The recreation of an unelected great council of chiefs would seem to give rise to the suggestion that ethnic divisions in the country were going to be exaggerated by, and entrenched by new constitutional arrangements.

I can find it understandable that the interim government has objected to both these features of the draft constitution presented to it.

BRIJ LAL: Well I think that Mr Carr does not have a full understanding of the realities on the ground.

LEXI METHERELL: Under the draft written by the constitutional commission, the military would have no role in the country’s politics.

Professor of Pacific and Asian History at the ANU, Brij Lal says that’s not what the military wants.

BRIJ LAL: For anyone who understands the country, the outcome is very clear. The military will not have a constitution in which it does not have a visible presence, a voice in the government of the country. What has happened is that the regime in Fiji appointed a commission to draft a new constitution. That draft was supposed to go to a hand-picked constitution assembly which would then finally from that fashion a new constitution.

Now all that has been trashed. People’s trust in the process has been undermined if not shattered.

LEXI METHERELL: But the Foreign Minister Bob Carr is prepared to give the regime time to prove itself.

BOB CARR: I think there have been expressions from the interim government in Fiji that they want Fiji to move beyond the racial divisions that have held the country back in the past and that is something we would welcome. I think it is something the people of Fiji would welcome.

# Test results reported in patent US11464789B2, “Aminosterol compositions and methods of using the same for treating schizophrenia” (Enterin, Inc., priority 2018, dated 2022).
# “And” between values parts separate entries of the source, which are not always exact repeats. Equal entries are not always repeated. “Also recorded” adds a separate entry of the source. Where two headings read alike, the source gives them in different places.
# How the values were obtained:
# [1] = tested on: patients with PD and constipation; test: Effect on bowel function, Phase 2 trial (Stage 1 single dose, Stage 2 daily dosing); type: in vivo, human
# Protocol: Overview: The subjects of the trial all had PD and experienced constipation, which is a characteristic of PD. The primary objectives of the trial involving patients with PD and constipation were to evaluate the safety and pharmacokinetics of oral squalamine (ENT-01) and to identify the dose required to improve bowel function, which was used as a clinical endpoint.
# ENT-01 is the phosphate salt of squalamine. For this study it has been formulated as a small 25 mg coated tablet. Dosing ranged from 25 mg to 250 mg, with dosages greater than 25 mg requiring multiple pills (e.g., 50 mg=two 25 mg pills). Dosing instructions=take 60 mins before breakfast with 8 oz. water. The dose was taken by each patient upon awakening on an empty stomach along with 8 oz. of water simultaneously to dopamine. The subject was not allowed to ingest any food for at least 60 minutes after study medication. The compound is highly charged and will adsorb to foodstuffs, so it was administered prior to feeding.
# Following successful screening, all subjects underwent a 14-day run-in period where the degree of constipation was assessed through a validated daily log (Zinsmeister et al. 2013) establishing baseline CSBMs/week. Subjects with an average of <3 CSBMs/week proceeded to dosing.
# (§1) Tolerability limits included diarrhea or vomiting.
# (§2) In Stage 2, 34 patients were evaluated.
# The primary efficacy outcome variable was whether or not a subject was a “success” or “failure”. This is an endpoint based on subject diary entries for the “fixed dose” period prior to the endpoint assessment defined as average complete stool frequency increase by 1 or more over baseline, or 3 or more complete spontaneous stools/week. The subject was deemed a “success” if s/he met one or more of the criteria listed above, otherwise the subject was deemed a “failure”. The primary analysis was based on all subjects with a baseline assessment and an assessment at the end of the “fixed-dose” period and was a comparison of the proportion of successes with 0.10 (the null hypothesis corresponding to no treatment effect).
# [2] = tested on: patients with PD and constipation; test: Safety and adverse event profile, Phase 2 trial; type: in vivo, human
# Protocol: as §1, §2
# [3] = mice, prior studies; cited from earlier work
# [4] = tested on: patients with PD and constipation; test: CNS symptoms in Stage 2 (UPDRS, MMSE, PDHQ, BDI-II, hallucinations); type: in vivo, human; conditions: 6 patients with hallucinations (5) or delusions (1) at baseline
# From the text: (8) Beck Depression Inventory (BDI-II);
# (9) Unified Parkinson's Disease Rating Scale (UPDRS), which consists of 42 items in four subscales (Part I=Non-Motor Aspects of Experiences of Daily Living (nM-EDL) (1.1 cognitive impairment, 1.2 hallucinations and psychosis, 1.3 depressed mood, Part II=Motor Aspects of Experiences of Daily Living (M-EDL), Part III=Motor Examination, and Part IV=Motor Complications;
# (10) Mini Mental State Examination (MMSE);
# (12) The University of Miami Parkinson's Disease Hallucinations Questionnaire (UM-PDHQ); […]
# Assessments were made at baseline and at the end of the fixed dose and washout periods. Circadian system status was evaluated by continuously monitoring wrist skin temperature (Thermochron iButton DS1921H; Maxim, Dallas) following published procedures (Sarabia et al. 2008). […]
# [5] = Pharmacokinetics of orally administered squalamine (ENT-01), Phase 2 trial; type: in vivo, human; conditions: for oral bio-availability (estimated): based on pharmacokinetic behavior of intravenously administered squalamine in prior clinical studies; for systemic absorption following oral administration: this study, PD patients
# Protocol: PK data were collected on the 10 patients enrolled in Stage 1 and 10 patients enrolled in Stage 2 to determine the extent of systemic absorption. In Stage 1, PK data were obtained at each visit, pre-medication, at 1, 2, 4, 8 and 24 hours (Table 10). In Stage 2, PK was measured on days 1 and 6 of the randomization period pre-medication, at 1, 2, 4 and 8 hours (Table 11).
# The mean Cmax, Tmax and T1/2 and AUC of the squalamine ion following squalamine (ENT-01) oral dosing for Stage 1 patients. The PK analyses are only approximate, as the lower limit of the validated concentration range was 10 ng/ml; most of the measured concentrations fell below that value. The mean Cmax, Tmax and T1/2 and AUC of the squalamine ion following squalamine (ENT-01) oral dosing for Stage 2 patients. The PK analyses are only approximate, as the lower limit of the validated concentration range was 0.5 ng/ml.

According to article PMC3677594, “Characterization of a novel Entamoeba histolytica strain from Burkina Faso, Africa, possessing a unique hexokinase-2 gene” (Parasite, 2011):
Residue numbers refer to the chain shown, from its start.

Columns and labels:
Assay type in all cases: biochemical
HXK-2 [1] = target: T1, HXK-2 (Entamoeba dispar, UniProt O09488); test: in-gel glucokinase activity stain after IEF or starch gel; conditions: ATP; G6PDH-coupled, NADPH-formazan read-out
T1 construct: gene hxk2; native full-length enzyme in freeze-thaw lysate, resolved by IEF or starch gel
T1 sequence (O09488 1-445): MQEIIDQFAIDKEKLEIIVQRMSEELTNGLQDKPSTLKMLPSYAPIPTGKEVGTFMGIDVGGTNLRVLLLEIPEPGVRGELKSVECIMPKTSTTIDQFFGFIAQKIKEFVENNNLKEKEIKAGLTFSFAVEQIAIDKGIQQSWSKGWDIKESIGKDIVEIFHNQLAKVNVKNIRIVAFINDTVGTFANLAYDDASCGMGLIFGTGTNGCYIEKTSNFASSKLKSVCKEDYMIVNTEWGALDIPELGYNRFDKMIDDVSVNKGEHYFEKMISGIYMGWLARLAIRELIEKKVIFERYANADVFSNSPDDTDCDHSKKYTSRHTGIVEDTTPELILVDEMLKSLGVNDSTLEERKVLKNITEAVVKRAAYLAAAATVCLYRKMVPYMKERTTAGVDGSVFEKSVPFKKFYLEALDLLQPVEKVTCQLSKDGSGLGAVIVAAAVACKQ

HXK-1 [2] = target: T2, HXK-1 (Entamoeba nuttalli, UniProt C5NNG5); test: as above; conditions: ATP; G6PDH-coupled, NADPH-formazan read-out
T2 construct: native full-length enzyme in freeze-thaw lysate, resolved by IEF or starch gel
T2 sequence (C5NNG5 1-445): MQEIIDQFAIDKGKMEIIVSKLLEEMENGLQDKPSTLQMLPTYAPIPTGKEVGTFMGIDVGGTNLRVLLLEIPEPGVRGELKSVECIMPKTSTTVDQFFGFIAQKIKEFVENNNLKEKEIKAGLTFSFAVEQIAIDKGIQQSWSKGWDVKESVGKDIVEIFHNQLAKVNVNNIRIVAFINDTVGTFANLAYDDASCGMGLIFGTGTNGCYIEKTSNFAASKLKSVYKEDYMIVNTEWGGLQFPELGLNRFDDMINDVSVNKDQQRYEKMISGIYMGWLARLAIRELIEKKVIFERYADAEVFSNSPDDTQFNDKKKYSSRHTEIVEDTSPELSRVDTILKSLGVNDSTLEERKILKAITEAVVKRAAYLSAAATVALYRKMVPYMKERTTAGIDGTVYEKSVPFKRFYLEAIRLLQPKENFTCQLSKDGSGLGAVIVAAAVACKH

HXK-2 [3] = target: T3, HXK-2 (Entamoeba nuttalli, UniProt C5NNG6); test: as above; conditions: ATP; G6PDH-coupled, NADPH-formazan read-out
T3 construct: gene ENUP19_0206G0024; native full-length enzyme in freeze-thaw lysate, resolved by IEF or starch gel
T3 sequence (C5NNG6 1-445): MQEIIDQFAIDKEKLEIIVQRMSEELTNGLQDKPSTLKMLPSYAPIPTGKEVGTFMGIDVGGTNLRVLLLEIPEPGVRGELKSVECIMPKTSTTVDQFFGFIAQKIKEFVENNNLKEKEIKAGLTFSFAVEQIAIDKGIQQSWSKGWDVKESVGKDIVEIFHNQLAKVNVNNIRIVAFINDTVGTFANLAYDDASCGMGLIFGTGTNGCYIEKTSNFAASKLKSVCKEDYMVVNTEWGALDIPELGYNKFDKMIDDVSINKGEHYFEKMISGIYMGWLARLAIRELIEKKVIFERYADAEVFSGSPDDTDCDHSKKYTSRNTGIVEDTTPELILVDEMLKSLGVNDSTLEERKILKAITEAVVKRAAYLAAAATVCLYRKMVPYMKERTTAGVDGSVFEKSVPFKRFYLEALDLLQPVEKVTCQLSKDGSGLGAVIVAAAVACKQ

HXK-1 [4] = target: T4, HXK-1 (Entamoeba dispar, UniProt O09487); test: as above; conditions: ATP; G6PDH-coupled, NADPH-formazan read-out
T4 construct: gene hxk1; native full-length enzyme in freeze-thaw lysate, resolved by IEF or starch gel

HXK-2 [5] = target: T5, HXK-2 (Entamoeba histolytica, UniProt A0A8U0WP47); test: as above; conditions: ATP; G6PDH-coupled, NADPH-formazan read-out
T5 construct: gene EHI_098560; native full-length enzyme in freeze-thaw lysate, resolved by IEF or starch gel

LEXI METHERELL: Do you think though that the process that’s now underway, the appointment of a constituent assembly to discuss a new draft, do you think that this is adequate for Fiji’s reputation to be rehabilitated in the international community’s eyes?

BOB CARR: Well, I think the jury is still out.

BRIJ LAL: Here was a draft constitution on which all the major political parties were united. This was a document that was pointing Fiji in the right direction. That is the jury. There, I think in the end is the most important – the people of Fiji.

LEXI METHERELL: Professor Brij Lal.

BRIJ LAL: If Mr Carr or anyone else thinks that out of this exercise that the regime is doing will come out a fair democratic constitution, then I think they will be in for a huge shock.

SAMANTHA DONOVAN: Professor Brij Lal, ending Lexi Metherell’s report.


Posted in Articles, Australia, Human Rights Ideas, News, Pacific, South Asia, Southeast Asia on January 16th, 2013
The UNHCR has criticized the Gillard government’s ‘Pacific Solution Mark II’ and refused to participate in processing refugees on Nauru and Manus Island. A UNCHR regional representative Rick Towle says it is difficult to make full and credible assessments of refugees in such remote locations, and comments “Australia may choose to transfer physically people to other jurisdictions, but we believe that under international law very clearly Australia is not absolved of its legal responsibilities to protect people through all aspects of the processing and solutions.”
See here for more information.

The US State Department produce report detailing continuing problems of human rights in Fiji in 2010

Posted in News, Pacific on May 4th, 2011

On the 8th April 2011, the US State Department issued a report on the state of human rights in Fiji. The report highlighted many concerns including concerns about detention and fair trials, media freedoms, freedom of speech, freedom of assembly and freedom of movement. The full report can be found here.

See the following SMH article regarding media censorship in Fiji here.